To get to the trail behind the Tahoma residential streets, we had to go up one hill. One measly little hill. Right as we got to the hill, I said to Christian, "We have to go up that." What? "And you're going to want to keep going after that, right?" Uh, maybe. "Yes. We're going biking on the trails after this hill." Mmmhmm. I then proceeded to bike up the hill. I felt so proud of myself when I made it to the top and turned around to see Christian walking his bike up the last half of the hill. When he passed me and turned the corner toward the trail, I wanted to say, "I feel like we're climbing Mount Everest," but all I could do was stand there and wheeze in his direction. I couldn't breath! My lungs were on fire. My heart was ready to pop. And Christian was just fine and on his way to the trail. What was I thinking?? Maybe I should have walked.

After my breathing calmed down, we got on the trail and started riding. Scary! Rock here, soft dirt there, bush reaching out to scratch me there, and a log in the trail! "Just bunny hop over it" was Christian's advice. Yeah right. I stopped my bike and carefully maneuvered over the log. And the next. And the next. And the next. Then we had some nice flat single-track trail riding. Very pleasant. Until we started to go down hill. You want me to do what? You want me to bounce around down this single-track trail over rocks and roots and eroded ground? So I did. And all I could think was "Oh my gosh. Oh my gosh. I'm going to bail. Oh my gosh."

After another half hour of this and some tips from Christian, my lungs were back to normal, and I was going up hills, down hills, and bouncing over gravel, sand, rocks, and whatever else decided to get in my way. I loved it. Our hour-and-a-half ride was WAY too short.

I can't wait to go back. It was beautiful. It was challenging. And it's really hard to keep your teeth from getting all dusty when you're smiling on the way down a dirt trail.

Who knows. Maybe in a year I'll be bragging about my mountain biking abilities. Doubtful. But maybe.

Tuesday, September 11, 2007

clean clothes

It's impossible. I simply cannot keep my clothes clean.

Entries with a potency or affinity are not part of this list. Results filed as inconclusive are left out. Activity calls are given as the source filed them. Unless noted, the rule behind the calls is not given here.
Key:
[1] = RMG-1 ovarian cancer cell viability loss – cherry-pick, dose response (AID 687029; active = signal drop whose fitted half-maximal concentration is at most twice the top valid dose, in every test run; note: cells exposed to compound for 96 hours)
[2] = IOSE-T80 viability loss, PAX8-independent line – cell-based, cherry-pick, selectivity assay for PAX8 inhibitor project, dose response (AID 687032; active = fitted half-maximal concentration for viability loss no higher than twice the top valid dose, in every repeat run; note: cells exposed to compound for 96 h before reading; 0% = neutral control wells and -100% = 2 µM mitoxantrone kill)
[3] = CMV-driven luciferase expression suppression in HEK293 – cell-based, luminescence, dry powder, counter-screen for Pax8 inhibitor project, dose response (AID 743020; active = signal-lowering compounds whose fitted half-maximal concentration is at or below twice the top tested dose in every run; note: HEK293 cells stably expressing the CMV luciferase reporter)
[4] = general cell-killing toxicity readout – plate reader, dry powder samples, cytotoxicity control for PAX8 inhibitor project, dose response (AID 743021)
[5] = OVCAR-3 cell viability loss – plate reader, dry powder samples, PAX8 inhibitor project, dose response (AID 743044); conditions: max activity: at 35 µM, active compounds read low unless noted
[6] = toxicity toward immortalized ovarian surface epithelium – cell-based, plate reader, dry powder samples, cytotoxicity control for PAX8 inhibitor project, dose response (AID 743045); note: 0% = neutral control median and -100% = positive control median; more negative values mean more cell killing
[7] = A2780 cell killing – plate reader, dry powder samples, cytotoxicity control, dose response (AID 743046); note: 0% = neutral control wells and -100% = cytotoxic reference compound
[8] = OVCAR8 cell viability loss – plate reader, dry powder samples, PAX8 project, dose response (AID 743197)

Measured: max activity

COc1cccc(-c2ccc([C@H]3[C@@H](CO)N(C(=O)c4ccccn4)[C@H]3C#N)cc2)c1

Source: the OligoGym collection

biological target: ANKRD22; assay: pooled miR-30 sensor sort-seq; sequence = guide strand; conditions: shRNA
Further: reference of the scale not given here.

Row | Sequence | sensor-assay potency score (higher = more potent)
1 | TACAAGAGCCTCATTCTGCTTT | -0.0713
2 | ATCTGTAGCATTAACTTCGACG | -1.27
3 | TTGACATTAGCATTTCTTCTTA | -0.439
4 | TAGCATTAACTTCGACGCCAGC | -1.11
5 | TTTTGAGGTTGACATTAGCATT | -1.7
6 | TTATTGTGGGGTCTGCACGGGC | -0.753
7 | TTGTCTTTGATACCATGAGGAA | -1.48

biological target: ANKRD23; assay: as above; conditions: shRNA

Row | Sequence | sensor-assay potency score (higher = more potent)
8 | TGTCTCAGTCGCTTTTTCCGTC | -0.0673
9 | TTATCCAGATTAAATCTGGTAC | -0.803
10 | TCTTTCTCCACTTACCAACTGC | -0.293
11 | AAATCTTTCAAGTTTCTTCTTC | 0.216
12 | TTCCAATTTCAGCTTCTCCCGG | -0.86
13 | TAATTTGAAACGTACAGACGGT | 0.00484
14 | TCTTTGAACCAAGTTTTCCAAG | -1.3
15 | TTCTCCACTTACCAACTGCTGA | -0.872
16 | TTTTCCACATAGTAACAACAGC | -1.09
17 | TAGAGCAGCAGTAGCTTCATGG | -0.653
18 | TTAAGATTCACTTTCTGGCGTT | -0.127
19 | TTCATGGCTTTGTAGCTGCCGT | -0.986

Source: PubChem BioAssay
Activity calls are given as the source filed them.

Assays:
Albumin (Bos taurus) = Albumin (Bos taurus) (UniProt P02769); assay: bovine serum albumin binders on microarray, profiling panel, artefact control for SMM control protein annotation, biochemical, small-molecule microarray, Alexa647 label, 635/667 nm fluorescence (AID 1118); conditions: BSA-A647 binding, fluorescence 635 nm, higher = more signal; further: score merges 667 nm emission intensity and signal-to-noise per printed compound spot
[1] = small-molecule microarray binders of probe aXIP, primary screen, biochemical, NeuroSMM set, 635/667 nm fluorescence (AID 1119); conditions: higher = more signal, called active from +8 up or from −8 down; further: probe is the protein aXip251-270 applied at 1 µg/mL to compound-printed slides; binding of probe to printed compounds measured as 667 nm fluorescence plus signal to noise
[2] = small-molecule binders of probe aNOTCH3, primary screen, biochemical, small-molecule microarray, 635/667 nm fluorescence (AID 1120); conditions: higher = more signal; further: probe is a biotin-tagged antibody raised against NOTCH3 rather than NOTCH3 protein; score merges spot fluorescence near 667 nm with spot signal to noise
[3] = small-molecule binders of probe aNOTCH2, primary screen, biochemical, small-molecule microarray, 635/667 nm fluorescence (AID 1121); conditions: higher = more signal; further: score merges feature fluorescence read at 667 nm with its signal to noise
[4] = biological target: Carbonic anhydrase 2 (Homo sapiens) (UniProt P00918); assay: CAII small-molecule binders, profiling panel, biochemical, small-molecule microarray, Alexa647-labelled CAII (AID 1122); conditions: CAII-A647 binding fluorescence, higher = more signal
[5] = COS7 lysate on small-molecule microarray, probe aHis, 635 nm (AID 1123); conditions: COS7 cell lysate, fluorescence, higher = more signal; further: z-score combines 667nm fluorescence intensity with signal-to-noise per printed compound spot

Two weeks ago I was riding with my sweatshirt draped over my shoulder bag. Little did I know that the arm of the sweatshirt reached my wheel. It very quickly caught in the wheel and breaks, slowing my bike down and leaving a very nice black smudge all over the cuff of my sweatshirt sleeve. So annoying.

Last week I was walking down my steps in the morning and got a nice grease smudge from my bike gears (in that tell-tale bike gear shape) on my new khaki shorts. Of course, the reason it happened in the first place is because I was rushing off to catch the train. I didn't have time to go back in and change my shorts. So I wore dirty shorts to work. I honestly think I was the only one who noticed.

Later that week I did the exact same thing to a pair of my jeans while getting off the train. Luckily my jeans are dark, and it's harder to notice. And since I don't wash my jeans every time I wear them, I forgot and hung them up in my closet. So yesterday I got to work, looked down, and "Dang it!" I wore the dirty jeans.

So this morning on the way to work my chain came off the gears. Blasted bike! So I got off my bike (which, by the way, is very amusing now that I have a high bar again... I practically fall over ever time I try to get off my bike) and proceeded to fix my chain. Holy grease! I guess Mark did a good job greasing the chain. I ended up with grease all over my fingers and even on my arm (in that tell-tale bike gear shape once again). Of course, I didn't have anything to wipe the grease on, so I did what any normal human being would do--I rubbed dirt all over the grease. So I managed to ride to work without getting the dirty, greasy mess on any of my clothes.